Shot 1 (underwater): track in SynthEyes, hair in Blender, comp in After Effects with some elements round-tripped through Nuke.
Shot 2 (sunset): comp in Nuke.
Shot 3 (truck): 3D in Blender, comp in Nuke.
Shot 4 (fire letters): comp in Nuke.
Shot 5 (goggles): comp in After Effects, 3D reflection element in Blender.
Now some of the juicier details!
I got the idea for this project after seeing all of the amazing CG hair work in Aquaman. I thought that could be fun to try myself, and probably not that hard... I like to joke that I read the parts of the BTS articles where the artists talked about doing CG hair, but should have paid closer attention to the sentence right after that, where they all said it was the hardest thing they did on the film! Sure enough, it was tricky. Tracking and aligning the head was pretty simple, but the real challenge was art-directing the hair motion. I really wanted the hair to make pleasing, flowing shapes that felt watery, even though real hair underwater tends to move as a bloc. I ran a lot of simulations until I got one that felt like it had the right combination of plausibility and visual appeal!
I wanted the scene to feel cold and murky, but not totally monochromatic, so I worked on dialing in the skin tones to avoid completely washing out my face into shades of blue, while still selling that we're 20+ feet underwater. I also tried to keep the focus on my face without unrealistically popping me out of the physical environment, and to maintain a nice gloomy histogram without making the image unreadable.
The two biggest challenges in comp were 1.) correctly wrapping the hair around the head in three dimensions and 2.) painting out the eyeball specularity. The head mesh I'd made in FaceBuilder didn't perfectly match my head in a few spots, so I did some warping and roto to correct moments where the hair could be seen floating apart from the head, or where the head mesh held out parts of the hair that needed to be visible.
Things can't appear "wet" underwater, and real photos of people underwater have these fascinating waxy, flat eyes. Aquaman chose to mostly keep the highlights, but I thought it would be a fun challenge to go for a less stylized look and paint them out! In addition to the sheer number of tiny, quick glimmers caused by the rippled surface of the eyeball, I had to be careful to remove just the specularity without affecting the extremely complex scattering behavior of human eyes. We're so attuned to the peculiarities of the eye that even tiny changes are very noticeable, and you can easily paint over a subtle caustic without realizing it was even there, until suddenly the eye looks completely unnatural! I ended up blending between multiple differently-lit versions of the irises as they moved around to keep the glowing refractions and remove only the specular hotspots. I used a few patches for parts of the eyelids and whites, and did a lot of careful frame-by frame cloning.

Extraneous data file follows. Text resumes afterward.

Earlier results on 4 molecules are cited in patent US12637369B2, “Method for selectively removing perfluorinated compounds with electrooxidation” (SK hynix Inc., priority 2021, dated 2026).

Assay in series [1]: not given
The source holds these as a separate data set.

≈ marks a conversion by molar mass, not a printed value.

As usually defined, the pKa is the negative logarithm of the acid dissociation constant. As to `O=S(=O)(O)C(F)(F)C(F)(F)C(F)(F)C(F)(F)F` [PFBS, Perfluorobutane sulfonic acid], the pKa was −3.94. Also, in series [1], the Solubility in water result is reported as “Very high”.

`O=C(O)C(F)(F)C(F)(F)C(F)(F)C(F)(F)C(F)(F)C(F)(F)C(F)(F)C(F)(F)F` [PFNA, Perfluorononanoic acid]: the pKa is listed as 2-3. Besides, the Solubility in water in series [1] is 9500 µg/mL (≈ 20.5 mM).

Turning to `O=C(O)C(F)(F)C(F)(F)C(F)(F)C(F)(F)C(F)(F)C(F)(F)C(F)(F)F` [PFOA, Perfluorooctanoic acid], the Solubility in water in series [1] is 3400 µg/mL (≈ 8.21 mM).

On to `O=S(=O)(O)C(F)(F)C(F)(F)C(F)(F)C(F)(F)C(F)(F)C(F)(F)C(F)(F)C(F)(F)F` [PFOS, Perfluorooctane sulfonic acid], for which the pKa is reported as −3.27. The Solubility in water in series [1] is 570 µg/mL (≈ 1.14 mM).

For the final comp, I added volumetric rays, caustic patterns, bubbles, floating debris, and a floaty 2D camera movement, and—my favorite part—animated a single bubble that escapes up out of my nose.
Several versions of the comp, from early roughing out to late-game tweaks:
Truck modeled and textured by Ian Hubert; scarecrow by Baardus on Sketchfab, plants from Megascans; tree models from Andrew Price's Nature Academy with shaders by me.
This project came out of a Blender advice Discord channel! Someone asked about simulating a spaceship landing in a cornfield, and I started mocking up a quick scene to illustrate how I might go about it, with simulated particle strands deforming plant geometry, but then I was having a lot of fun putting it together, and next thing I knew I was turning it into a whole finished shot!
I was curious to see how far I could push instanced geometry and particles in Blender, covering nearly every single surface in at least one layer of plant life—Blender handled it like a champ, I was pleasantly surprised!
I did the AOV rebuild and comp in Nuke, incorporating some tasteful lens flares and some dust elements kicked up by the truck, which I blended in among the plants with a vertical fog pass. I wish they were a little more visible in the final grade—I do love me some dust—but subtlety is key!
Mad Scientist (2020)
Mysterious Steampunk Device kitbashed with pieces from Laertes Studios' Steampunk Environment Pack and MarchCAT on TurboSquid
I had this image in my mind of a steampunk engineer surrounded by lightning bolts, and I was interested in doing a new project that was heavy on stock footage and animated particle/energy elements, having not done one in a little while.
The original plan was to use the goggle markers to do a full 3D solve and render reflective planes with a 3D environment, but in a time crunch I ended up deciding to try a 2D solution. I tracked a few of the markers, averaged their motion, and inverted the vertical axis to get a sliding motion that felt enough like a reflection to work!
The machine the scientist is working on only needed to hold up in a blurry reflection, so I quickly assembled this out of some kitbash pieces. What does it do? I don't know. But it looks the part, doesn't it? This is definitely the kind of machine that shoots out bolts of lightning when you turn it on.
Here are a few other things I've worked on this year that haven't made it into the reel yet!
I wanted to experiment with using projection-mapped scene geometry to light a volume for better plate integration. Pretty happy with how it came out! 3D in Blender, comp in Nuke.
That guy is a photogrammetry scan that I cleaned up, shaded and groomed. He's part of a larger digital double project, in which I'm building out a small army of virtual extras who will eventually, among other things, fill out the background of this scene:
I'm excited to see where it goes.
Thanks for looking at my work today! I hope you have a great day.